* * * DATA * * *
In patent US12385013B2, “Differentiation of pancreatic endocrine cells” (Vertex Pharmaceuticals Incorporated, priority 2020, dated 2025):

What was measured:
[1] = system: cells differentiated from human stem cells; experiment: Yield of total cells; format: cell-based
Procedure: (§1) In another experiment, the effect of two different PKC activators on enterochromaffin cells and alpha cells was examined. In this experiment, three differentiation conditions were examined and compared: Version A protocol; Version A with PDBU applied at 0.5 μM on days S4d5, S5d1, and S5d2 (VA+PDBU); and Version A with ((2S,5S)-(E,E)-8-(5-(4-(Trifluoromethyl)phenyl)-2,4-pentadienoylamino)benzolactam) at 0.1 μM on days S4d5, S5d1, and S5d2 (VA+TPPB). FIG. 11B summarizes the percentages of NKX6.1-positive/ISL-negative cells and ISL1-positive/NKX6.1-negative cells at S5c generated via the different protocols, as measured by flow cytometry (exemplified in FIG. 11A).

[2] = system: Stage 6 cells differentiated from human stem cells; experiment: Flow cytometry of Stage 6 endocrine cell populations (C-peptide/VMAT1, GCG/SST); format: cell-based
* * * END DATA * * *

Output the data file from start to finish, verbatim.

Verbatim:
In patent US12385013B2, “Differentiation of pancreatic endocrine cells” (Vertex Pharmaceuticals Incorporated, priority 2020, dated 2025):

What was measured:
[1] = system: cells differentiated from human stem cells; experiment: Yield of total cells; format: cell-based
Procedure: (§1) In another experiment, the effect of two different PKC activators on enterochromaffin cells and alpha cells was examined. In this experiment, three differentiation conditions were examined and compared: Version A protocol; Version A with PDBU applied at 0.5 μM on days S4d5, S5d1, and S5d2 (VA+PDBU); and Version A with ((2S,5S)-(E,E)-8-(5-(4-(Trifluoromethyl)phenyl)-2,4-pentadienoylamino)benzolactam) at 0.1 μM on days S4d5, S5d1, and S5d2 (VA+TPPB). FIG. 11B summarizes the percentages of NKX6.1-positive/ISL-negative cells and ISL1-positive/NKX6.1-negative cells at S5c generated via the different protocols, as measured by flow cytometry (exemplified in FIG. 11A).

[2] = system: Stage 6 cells differentiated from human stem cells; experiment: Flow cytometry of Stage 6 endocrine cell populations (C-peptide/VMAT1, GCG/SST); format: cell-based